A suspension has been lifted, with conditions, on the recruitment of overseas students by Glyndwr University, following a scandal over English language tests.
UK Visas and Immigration (UKVI) suspended the university's 'highly trusted' status - which enables it to sponsor the visas of non-European Union students - in June.
The decision by the Home Office now allows the University to resume the sponsorship of international students at its Wrexham campus, but not in London.
There are concerns about the future of Glyndwr University - and hundreds of jobs - if a home office ruling goes against it today.
The University is due to find out whether the home office will lift a suspension on its ability to recruit non-EU students, following a scandal over fake visas.
In June UK Visas and Immigration (UKVI) suspended the university's "highly trusted" status which enables it to sponsor the visas of non-European Union students.
Money provided by non EU students in 2012/13 was worth about £9.5m of the university's estimated £43m income, and the university is believed to be running with a £1.4m deficit since August.
Education Minister Huw Lewis and teaching unions have traded blows over a report from Estyn into struggling numeracy standards in schools.Read the full story ›
The NAHT Cymru union has responded to concerns from education watchdog Estyn over the maths skills of Welsh pupils.
Acting director Dr Christopher Howard accuses the Welsh Government of trying to "shift the blame" for poor performance onto schools.
Welsh Government has known that mathematical skills were comparatively poor for many years. It is pretty rich for Mr Lewis to demand urgency now from schools when the government dilly dallied for years.
The Welsh Government has paid little or no regard to the need to recruit high quality graduates or the need to include a stronger focus on mathematics in initial teacher training for primary trainees.
NUT Cymru says schools "have been inundated with policy changes by the Welsh Government" in recent years.
You cannot expect new initiatives to be introduced effectively unless there is high quality and properly resourced training and professional development to accompany it.
That is something the Welsh Government, local authorities and regional consortia will no doubt wish to reflect upon.
Education Minister Huw Lewis has demanded that schools here show greater urgency to improve standards of numeracy, in line with Welsh Government agenda.
The Welsh Government introduced the National Literacy and Numeracy Framework in 2012, which is designed to get both key areas being taught in other subjects, across the curriculum.
Annual numeracy tests for pupils aged 7 to 14 began in May 2013.
Estyn praised the initiatives, for raising expectations, and says time spent training has increased.
However, the education watchdog says numeracy is still not seen as a priority in a minority of schools - and only half have developed appropriate plans for improving pupils’ numeracy skills across the curriculum.
Huw Lewis said: "we do need to make sure every school pays much more than lip service to these initiatives."
The Education Minister has announced a new national conference for heads of maths at Welsh schools, on 28 January next year, to share best practice and hear from international experts.
- The majority of pupils in the survey have an appropriate understanding of times-tables, the four rules of number, place value and fractions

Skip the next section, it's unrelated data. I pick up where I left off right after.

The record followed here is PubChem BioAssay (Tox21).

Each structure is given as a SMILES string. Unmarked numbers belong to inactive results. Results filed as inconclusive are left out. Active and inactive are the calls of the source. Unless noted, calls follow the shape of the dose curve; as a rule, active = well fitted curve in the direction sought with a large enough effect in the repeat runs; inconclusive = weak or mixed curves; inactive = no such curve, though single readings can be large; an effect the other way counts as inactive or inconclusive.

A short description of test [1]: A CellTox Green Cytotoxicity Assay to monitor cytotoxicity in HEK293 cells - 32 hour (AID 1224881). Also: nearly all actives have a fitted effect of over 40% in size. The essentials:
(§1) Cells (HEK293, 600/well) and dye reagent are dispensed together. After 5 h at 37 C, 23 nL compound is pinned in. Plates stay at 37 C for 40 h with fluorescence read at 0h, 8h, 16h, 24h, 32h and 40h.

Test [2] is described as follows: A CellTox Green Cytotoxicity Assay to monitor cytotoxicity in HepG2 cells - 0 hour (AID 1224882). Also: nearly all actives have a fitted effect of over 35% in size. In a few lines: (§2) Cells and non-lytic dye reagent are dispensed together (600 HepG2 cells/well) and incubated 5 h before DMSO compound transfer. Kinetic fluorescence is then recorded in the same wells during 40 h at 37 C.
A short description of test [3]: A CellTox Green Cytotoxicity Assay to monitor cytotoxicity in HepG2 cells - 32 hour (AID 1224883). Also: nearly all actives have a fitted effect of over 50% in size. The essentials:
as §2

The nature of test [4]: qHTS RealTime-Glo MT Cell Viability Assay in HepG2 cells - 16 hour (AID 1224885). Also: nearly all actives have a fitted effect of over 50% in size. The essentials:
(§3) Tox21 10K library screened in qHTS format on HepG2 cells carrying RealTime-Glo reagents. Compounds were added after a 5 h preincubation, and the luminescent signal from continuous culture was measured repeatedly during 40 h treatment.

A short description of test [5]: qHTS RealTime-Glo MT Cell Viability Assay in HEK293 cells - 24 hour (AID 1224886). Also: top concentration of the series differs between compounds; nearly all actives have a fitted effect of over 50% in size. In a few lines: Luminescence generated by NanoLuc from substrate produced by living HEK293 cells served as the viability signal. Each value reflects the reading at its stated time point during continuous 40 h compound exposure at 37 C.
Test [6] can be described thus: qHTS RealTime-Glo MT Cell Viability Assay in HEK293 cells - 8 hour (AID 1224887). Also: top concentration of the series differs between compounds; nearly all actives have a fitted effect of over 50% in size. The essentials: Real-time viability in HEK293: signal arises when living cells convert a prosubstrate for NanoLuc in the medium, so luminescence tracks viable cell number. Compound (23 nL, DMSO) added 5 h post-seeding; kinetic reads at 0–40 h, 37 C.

- However, pupils’ numerical reasoning skills are not strong enough
- Too many pupils lack confidence with division and percentages, impeding their ability to interpret results and solve problems
- Only around half of schools have developed suitable provision for numeracy, although this is an increase on previously
- Numeracy is still not a high priority in a minority of the schools inspected
- Teachers often lack sufficient mathematical subject knowledge to plan and deliver effective lessons
- In a majority of schools visited, teachers are uncertain of what the term ‘numerical reasoning’ means and how it translates into classroom activities
- In around half of schools planning is still too superficial and does not raise standards
- The quality of marking numeracy work is not good enough - and the monitoring of numeracy skills remains underdeveloped
Pupils' numeracy skills are still weak in more than half of primary and secondary schools in Wales inspected by Estyn in the last year.
The education watchdog has released the second in a series of three reports on key mathematics skills among 7 to 14-year-old children, and the quality of their teaching.
Estyn has found some pupils struggling with skills like division and percentages - as only around half of schools have suitable provision for numeracy.
The Welsh Government has made it a priority in recent years - with annual testing and the National Literacy and Numeracy Framework designed to get key maths skills into other lessons across the curriculum.
It is pleasing to note the progress made by around half of the schools we inspected. However, it is important to emphasise that there is still a long way to go before schools make a full and consistent impact on improving the standards of pupils' numeracy skills.
There are still too many pupils who lack confidence in key aspects of mathematics, such as division and working with percentages.
Staff need more support to widen their knowledge and understanding of strategies to help pupils to use numeracy across the curriculum.
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Significant changes in secondary school education are due to come into force in Wales next September.
New GCSES are being introduced and the Welsh Baccalaureate is to be made more rigorous.
But there are concerns that Wales going its own way will isolate students wishing to work or study over the border once they have the qualifications - though the Education Minister says that's something that won't happen.